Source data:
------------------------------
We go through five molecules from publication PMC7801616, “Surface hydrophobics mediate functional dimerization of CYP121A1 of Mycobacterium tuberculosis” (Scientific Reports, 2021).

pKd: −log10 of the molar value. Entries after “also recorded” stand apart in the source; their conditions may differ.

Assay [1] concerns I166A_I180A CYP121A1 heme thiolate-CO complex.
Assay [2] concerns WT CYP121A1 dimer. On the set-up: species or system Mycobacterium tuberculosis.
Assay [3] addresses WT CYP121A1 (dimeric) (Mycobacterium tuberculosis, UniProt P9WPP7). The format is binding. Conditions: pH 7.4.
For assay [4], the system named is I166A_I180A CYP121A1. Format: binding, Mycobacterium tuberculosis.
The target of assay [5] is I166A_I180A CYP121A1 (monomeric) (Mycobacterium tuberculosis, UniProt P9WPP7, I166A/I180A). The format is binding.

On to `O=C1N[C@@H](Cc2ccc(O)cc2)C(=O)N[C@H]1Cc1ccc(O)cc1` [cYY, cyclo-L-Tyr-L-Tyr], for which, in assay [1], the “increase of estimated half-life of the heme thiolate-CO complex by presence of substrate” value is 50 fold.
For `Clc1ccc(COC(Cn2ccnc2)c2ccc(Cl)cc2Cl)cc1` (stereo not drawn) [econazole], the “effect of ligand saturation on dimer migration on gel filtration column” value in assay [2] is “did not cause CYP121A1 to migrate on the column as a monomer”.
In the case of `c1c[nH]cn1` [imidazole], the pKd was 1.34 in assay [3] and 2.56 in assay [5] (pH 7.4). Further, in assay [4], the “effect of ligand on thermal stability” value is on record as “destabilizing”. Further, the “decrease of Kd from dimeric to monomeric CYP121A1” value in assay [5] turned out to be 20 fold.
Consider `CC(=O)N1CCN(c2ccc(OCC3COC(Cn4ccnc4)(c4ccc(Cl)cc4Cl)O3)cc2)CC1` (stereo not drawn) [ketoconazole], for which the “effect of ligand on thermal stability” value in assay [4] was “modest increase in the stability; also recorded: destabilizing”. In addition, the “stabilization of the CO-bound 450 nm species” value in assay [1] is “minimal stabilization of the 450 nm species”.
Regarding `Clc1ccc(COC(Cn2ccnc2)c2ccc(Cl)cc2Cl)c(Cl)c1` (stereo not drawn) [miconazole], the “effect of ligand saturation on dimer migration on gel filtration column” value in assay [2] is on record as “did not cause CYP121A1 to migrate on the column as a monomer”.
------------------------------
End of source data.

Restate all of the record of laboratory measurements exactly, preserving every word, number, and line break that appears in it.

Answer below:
We go through five molecules from publication PMC7801616, “Surface hydrophobics mediate functional dimerization of CYP121A1 of Mycobacterium tuberculosis” (Scientific Reports, 2021).

pKd: −log10 of the molar value. Entries after “also recorded” stand apart in the source; their conditions may differ.

Assay [1] concerns I166A_I180A CYP121A1 heme thiolate-CO complex.
Assay [2] concerns WT CYP121A1 dimer. On the set-up: species or system Mycobacterium tuberculosis.
Assay [3] addresses WT CYP121A1 (dimeric) (Mycobacterium tuberculosis, UniProt P9WPP7). The format is binding. Conditions: pH 7.4.
For assay [4], the system named is I166A_I180A CYP121A1. Format: binding, Mycobacterium tuberculosis.
The target of assay [5] is I166A_I180A CYP121A1 (monomeric) (Mycobacterium tuberculosis, UniProt P9WPP7, I166A/I180A). The format is binding.

On to `O=C1N[C@@H](Cc2ccc(O)cc2)C(=O)N[C@H]1Cc1ccc(O)cc1` [cYY, cyclo-L-Tyr-L-Tyr], for which, in assay [1], the “increase of estimated half-life of the heme thiolate-CO complex by presence of substrate” value is 50 fold.
For `Clc1ccc(COC(Cn2ccnc2)c2ccc(Cl)cc2Cl)cc1` (stereo not drawn) [econazole], the “effect of ligand saturation on dimer migration on gel filtration column” value in assay [2] is “did not cause CYP121A1 to migrate on the column as a monomer”.
In the case of `c1c[nH]cn1` [imidazole], the pKd was 1.34 in assay [3] and 2.56 in assay [5] (pH 7.4). Further, in assay [4], the “effect of ligand on thermal stability” value is on record as “destabilizing”. Further, the “decrease of Kd from dimeric to monomeric CYP121A1” value in assay [5] turned out to be 20 fold.
Consider `CC(=O)N1CCN(c2ccc(OCC3COC(Cn4ccnc4)(c4ccc(Cl)cc4Cl)O3)cc2)CC1` (stereo not drawn) [ketoconazole], for which the “effect of ligand on thermal stability” value in assay [4] was “modest increase in the stability; also recorded: destabilizing”. In addition, the “stabilization of the CO-bound 450 nm species” value in assay [1] is “minimal stabilization of the 450 nm species”.
Regarding `Clc1ccc(COC(Cn2ccnc2)c2ccc(Cl)cc2Cl)c(Cl)c1` (stereo not drawn) [miconazole], the “effect of ligand saturation on dimer migration on gel filtration column” value in assay [2] is on record as “did not cause CYP121A1 to migrate on the column as a monomer”.